I moved to California in the fall of 2010 to attend UC Berkeley. By spring, I had found CSSC.
It’s actually a funny story.In the spring of 2011, Energy Action Coalition held its third ever Power Shift conference in Washington DC. I had gone to Power Shift in 2009 when I was in high school since I grew up in the area. But out in California, I decided I couldn’t justify the carbon footprint of a cross-country flight to go to an environmental event (since then my views on purposeful airplane travel have fluctuated). I didn’t go, and all through the weekend of the conference, I was so bummed out that I wasn’t there, as I tuned in to the exciting updates on social media. But that very weekend, I received an email from the Berkeley Sustainability Team list serve. It advertised something called a “convergence” hosted by the California Student Sustainability Coalition, happening in about a month at UC Davis. A chance to meet activists, get inspired, see a different part of the state, learn? Knowing close to nothing, I registered that night.
As the event neared, I began to wonder how to get to Davis. I had never been before and I only kind of knew where it was. Not long after I began wondering, I received an email from a woman named Tia. “Do you need a ride to the Convergence?” she asked. Yes! My first CSSC carpool. Convergence weekend came around, and I took the BART to El Cerrito to meet Tia. Another Berkeley student, Chris, met me there. We got in the car with Tia, Kayla, and Dominic to drive to Davis.
That weekend was a whirlwind. I heard amazing keynote speakers (Tim DeChristopher, for one) and attended thoughtful workshops. I had never heard of permaculture or aquaponics before! There was an epic Saturday night bonfire and jam sessions sprouted up through the cracks of the agenda all weekend. I met people from all corners of California, corners that my east-coast self had never heard of. Faraway places like “Butte” and “San Luis Obispo.” The people I met were different, special. They dreamed big, acted real, and were so open to new ideas and people that every conversation opened up a new world. I had participated in sustainability events before, but none that felt like this, none that were so community-oriented. I left feeling dazed, overwhelmed, and determined to find my way to the center of this clearly wondrous organization.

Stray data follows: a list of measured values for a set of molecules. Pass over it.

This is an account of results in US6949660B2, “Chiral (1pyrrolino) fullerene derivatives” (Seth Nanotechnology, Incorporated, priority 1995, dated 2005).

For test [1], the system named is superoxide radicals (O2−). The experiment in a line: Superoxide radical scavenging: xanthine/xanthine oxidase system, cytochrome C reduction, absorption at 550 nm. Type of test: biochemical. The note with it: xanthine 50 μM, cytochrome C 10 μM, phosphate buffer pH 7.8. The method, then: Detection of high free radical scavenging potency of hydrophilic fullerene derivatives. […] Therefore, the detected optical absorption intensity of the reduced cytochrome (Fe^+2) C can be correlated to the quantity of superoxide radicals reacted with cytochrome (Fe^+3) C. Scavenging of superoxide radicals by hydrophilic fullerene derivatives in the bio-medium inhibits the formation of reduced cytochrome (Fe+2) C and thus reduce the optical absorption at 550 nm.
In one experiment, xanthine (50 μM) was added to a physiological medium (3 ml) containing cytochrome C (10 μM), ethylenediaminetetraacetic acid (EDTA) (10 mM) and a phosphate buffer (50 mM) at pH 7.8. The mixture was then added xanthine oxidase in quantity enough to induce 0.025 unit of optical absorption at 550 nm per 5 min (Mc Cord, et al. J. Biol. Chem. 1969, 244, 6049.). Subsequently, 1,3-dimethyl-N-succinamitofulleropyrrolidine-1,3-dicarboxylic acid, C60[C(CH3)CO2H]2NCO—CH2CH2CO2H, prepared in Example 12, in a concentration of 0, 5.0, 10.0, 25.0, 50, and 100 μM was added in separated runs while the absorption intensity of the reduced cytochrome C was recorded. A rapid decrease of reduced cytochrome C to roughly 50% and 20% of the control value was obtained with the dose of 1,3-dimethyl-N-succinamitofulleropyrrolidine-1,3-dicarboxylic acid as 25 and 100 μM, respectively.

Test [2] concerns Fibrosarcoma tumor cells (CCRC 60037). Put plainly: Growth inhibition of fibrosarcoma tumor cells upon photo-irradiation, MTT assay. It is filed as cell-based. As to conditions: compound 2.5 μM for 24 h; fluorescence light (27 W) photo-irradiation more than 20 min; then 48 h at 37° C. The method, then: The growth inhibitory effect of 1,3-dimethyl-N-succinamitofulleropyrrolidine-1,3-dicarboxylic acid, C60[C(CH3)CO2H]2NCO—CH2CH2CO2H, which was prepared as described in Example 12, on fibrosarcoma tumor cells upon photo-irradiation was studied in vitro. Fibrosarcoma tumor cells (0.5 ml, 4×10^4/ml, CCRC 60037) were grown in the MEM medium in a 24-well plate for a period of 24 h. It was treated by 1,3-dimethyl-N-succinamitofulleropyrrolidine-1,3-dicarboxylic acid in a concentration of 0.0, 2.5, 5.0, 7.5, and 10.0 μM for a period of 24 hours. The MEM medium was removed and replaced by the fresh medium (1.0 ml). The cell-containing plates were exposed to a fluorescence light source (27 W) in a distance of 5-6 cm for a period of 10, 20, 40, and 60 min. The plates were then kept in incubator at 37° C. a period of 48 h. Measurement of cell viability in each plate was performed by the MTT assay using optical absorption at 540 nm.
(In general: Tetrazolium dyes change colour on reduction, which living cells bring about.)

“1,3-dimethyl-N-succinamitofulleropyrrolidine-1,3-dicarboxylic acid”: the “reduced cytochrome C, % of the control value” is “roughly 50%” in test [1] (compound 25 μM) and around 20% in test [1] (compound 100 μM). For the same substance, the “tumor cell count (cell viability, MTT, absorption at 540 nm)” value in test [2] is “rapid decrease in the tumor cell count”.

It took me a little while, but I found my way in. I am proud to say I served as the Online Content Manager on the Operating Team for over two years, but my connection to CSSC runs so much deeper than that. It’s my family.
Managing the website and blog may have kept me behind the scenes, but looking back, my position gave me an unforgettable opportunity to connect people from all over the state of California and beyond. I stepped into the shoes of storyteller, and the stories I witnessed and broadcasted constantly kept me inspired and grounded in what truly is the grassroots movement. From “big” things like Power Shift and UC-wide divestment, to smaller things like grilled-cheese funkraisers and water-saving technologies, I found myself in tune and in touch with a spider web of greatness and power.
When I started, I didn’t know anything about WordPress or websites. As writer Annie Dillard put it, “You’ve got to jump off cliffs all the time and build your wings on the way down.” And that’s something very special about being part of a grassroots and student-run organization: anyone with passion and interest is given great power and stake. The only thing that limits what one student can do in CSSC is their own prerogative. No one tells you no.
By being a part of CSSC, I feel that I feel lucky to have grown into a progressive belief-system and culture. Not all organizations are keen to discuss and incorporate the intersections of social and ecological justice, how institutions like classism, racism, and feminism fold themselves into environmental issues. It is a privilege to spend time with organizers who are deeply committed to justice of all kinds, who earnestly hunger for solutions that are deep, honest, and beneficial to all people. The people I’ve met in CSSC are on the cutting edge of the sustainability movement, and I think they’re on to something.
Four years later, I feel Californian. Thanks to CSSC I have traveled all across the state: to Davis, Chico, Humboldt, Santa Barbara, Fremont Peak, the San Jacinto Mountains, Sacramento, and more. As Development Director Zen Trenholm likes to put it, “CSSC is the best couch-surfing network in California.” I feel incredibly lucky, because I don’t just know the places I’ve traveled to in California for their landscapes and cities, but for their best and brightest student sustainability activists. I know Los Angeles for its DIY dumpster divers, I know Butte for its epic jam sessions and radical thinkers, I know Humboldt for its farmers and alternative techies, I know Shasta for its urban lettuce growers. The California that I know and love is the best of the best, thanks to CSSC. In creating an intentional community, this network organization is the change it wishes to see in the world.
For giving me power, wings, and so many incredible friends and partners-in-crime, I am forever grateful to the California Student Sustainability Coalition. I’m passing along the website and the blog, now, to some fantastic new folks. But don’t worry: once a sustainabilibuddy, always a sustainabilibuddy!